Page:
Defense Date


Document Type


Degree Name

Doctor of Philosophy



First Advisor

Barbara J. Myers


n often ignored aspect of parenting and family work is the responsibility-related caregiving (i.e. the monitoring, arranging, and planning) that is done to ensure that a child is cared for. Among fathers and mothers who have a child with an autism spectrum disorder (ASD), the intensity of meeting these needs is greater than for a typically developing child (e.g. additional coordination of schooling, interventions, healthcare, recreation, respite, and after-school services). As is the case for all parents, they must also attend to the demands of household labor (e.g. car maintenance, groceries, laundry, yard care), nurture their relationships (e.g. partner, friends, other family members) and find time to pursue interests outside of the home. The aim of this study was to examine parents’ management of and satisfaction with the division of responsibility-related caregiving and household labor, parenting stress, the couple’s relationship quality, and family functioning among parents of children with an ASD. Fathers (n = 66) and mothers (n = 104) of school-age children with an ASD responded to an online questionnaire. Most parents (mean 41.4 y.) were white (95%) and well-educated (98% had at least some college). All lived in the United States with the child and the child’s other parent. Parents provided information about their child (82% boys, mean 8.8 y.), including level of functioning. Fathers managed less responsibility-related caregiving than mothers, but they did not differ in their management of household labor. Parents were most satisfied with how the family work was shared when they managed less of it; however, when one parent always managed the work, satisfaction with the couple’s relationship was lowest and parenting stress was highest. Satisfaction with how the family work was shared was positively associated with overall family functioning. In general, parents, couples, and families fare better when the management of family work is shared between parents. Findings will further our understanding of the experience of fathers and mothers who have a child with an ASD, and may aid in our efforts to best support families affected by the autism spectrum disorders.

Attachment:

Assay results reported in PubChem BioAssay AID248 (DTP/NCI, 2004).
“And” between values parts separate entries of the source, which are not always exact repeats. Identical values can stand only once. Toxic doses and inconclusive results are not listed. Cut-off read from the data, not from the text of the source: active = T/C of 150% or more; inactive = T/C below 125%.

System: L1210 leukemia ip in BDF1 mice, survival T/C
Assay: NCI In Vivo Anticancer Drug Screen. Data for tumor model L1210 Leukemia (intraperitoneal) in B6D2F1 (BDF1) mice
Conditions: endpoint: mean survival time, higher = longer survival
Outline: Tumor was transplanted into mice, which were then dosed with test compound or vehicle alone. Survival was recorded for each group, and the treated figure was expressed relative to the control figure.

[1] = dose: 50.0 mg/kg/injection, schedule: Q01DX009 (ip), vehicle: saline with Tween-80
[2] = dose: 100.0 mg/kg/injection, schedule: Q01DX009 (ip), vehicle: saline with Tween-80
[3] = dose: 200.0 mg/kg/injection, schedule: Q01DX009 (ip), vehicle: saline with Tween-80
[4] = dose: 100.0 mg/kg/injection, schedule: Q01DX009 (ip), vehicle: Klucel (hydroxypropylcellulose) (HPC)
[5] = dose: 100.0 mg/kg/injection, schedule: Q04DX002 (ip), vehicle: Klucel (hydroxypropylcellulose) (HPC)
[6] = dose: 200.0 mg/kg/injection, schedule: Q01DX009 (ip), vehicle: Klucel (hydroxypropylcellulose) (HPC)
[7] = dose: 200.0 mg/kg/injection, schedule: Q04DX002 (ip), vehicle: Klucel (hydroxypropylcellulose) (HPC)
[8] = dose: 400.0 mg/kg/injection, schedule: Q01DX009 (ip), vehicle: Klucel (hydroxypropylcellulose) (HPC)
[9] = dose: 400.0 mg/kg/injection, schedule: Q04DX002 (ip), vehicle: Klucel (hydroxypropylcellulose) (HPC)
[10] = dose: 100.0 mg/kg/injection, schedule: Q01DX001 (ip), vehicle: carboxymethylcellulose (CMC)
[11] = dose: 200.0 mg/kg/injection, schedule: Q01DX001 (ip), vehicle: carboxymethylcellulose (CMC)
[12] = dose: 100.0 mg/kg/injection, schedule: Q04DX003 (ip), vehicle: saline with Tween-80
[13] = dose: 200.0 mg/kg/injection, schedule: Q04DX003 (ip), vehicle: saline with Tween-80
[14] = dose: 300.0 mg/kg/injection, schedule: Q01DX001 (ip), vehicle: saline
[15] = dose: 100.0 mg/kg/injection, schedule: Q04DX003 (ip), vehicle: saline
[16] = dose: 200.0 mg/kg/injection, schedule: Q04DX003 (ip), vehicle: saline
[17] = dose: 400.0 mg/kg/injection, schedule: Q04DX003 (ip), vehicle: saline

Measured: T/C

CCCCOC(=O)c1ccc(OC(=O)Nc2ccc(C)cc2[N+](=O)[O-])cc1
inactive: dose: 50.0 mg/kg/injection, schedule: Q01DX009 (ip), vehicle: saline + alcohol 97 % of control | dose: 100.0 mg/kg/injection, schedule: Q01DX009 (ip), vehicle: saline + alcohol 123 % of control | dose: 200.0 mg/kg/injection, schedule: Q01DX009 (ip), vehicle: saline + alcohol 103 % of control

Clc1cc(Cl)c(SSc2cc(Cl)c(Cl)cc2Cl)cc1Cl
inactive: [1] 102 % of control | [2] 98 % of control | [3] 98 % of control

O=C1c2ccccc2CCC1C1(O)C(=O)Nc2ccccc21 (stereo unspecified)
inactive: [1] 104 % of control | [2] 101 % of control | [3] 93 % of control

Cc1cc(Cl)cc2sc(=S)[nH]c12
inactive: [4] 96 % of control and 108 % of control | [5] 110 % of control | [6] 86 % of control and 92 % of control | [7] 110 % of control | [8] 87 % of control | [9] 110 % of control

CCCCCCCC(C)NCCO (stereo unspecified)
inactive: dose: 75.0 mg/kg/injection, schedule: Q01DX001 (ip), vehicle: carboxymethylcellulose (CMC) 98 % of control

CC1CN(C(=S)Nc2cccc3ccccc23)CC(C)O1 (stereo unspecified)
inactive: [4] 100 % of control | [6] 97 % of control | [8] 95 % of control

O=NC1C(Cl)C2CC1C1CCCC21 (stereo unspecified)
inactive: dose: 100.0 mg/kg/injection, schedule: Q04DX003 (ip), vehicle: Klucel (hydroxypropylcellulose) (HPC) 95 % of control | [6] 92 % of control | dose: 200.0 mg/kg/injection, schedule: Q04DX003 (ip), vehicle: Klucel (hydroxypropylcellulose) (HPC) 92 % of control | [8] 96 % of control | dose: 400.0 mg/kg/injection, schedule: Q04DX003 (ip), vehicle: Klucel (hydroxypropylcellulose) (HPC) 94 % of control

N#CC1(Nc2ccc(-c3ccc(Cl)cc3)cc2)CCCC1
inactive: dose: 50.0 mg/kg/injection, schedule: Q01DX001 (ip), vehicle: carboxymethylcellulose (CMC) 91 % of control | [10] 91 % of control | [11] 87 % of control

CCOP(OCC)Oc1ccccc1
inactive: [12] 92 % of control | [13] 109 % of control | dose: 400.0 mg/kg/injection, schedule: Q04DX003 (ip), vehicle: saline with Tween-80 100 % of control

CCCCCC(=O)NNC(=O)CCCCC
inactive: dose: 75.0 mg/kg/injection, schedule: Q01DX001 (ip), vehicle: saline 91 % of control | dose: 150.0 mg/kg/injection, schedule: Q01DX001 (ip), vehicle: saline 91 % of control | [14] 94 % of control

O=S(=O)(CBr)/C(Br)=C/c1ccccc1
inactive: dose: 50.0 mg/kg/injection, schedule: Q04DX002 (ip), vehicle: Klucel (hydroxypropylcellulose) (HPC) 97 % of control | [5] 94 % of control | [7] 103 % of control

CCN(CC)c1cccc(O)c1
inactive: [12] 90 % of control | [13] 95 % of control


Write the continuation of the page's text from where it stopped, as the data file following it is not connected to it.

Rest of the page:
© The Author

Is Part Of

VCU University Archives

Is Part Of

VCU Theses and Dissertations

Date of Submission

May 2014

Included in

Psychology Commons